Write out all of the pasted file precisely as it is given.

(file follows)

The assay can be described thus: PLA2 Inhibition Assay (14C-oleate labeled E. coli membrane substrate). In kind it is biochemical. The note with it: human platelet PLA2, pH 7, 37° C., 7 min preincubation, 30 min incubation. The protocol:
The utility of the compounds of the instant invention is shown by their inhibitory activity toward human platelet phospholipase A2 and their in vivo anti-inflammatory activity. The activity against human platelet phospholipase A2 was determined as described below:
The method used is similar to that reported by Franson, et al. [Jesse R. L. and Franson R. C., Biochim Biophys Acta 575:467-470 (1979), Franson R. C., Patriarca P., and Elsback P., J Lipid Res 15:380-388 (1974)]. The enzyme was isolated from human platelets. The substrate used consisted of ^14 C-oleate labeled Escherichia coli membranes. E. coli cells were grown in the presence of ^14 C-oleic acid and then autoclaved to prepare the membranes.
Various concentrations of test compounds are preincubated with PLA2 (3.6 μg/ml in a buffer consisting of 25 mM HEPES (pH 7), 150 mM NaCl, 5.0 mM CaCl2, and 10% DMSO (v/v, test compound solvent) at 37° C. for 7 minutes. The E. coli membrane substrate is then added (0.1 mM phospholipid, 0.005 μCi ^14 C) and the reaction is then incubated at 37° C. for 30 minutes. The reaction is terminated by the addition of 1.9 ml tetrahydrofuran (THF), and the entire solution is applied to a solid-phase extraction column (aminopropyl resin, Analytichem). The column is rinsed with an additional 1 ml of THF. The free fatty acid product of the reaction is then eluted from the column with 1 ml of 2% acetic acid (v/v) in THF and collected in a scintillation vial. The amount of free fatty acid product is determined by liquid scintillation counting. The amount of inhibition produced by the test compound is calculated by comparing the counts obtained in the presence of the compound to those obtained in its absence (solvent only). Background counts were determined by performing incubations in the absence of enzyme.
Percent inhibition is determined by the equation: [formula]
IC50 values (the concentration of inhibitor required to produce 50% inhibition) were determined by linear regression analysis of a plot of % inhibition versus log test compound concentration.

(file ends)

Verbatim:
The assay can be described thus: PLA2 Inhibition Assay (14C-oleate labeled E. coli membrane substrate). In kind it is biochemical. The note with it: human platelet PLA2, pH 7, 37° C., 7 min preincubation, 30 min incubation. The protocol:
The utility of the compounds of the instant invention is shown by their inhibitory activity toward human platelet phospholipase A2 and their in vivo anti-inflammatory activity. The activity against human platelet phospholipase A2 was determined as described below:
The method used is similar to that reported by Franson, et al. [Jesse R. L. and Franson R. C., Biochim Biophys Acta 575:467-470 (1979), Franson R. C., Patriarca P., and Elsback P., J Lipid Res 15:380-388 (1974)]. The enzyme was isolated from human platelets. The substrate used consisted of ^14 C-oleate labeled Escherichia coli membranes. E. coli cells were grown in the presence of ^14 C-oleic acid and then autoclaved to prepare the membranes.
Various concentrations of test compounds are preincubated with PLA2 (3.6 μg/ml in a buffer consisting of 25 mM HEPES (pH 7), 150 mM NaCl, 5.0 mM CaCl2, and 10% DMSO (v/v, test compound solvent) at 37° C. for 7 minutes. The E. coli membrane substrate is then added (0.1 mM phospholipid, 0.005 μCi ^14 C) and the reaction is then incubated at 37° C. for 30 minutes. The reaction is terminated by the addition of 1.9 ml tetrahydrofuran (THF), and the entire solution is applied to a solid-phase extraction column (aminopropyl resin, Analytichem). The column is rinsed with an additional 1 ml of THF. The free fatty acid product of the reaction is then eluted from the column with 1 ml of 2% acetic acid (v/v) in THF and collected in a scintillation vial. The amount of free fatty acid product is determined by liquid scintillation counting. The amount of inhibition produced by the test compound is calculated by comparing the counts obtained in the presence of the compound to those obtained in its absence (solvent only). Background counts were determined by performing incubations in the absence of enzyme.
Percent inhibition is determined by the equation: [formula]
IC50 values (the concentration of inhibitor required to produce 50% inhibition) were determined by linear regression analysis of a plot of % inhibition versus log test compound concentration.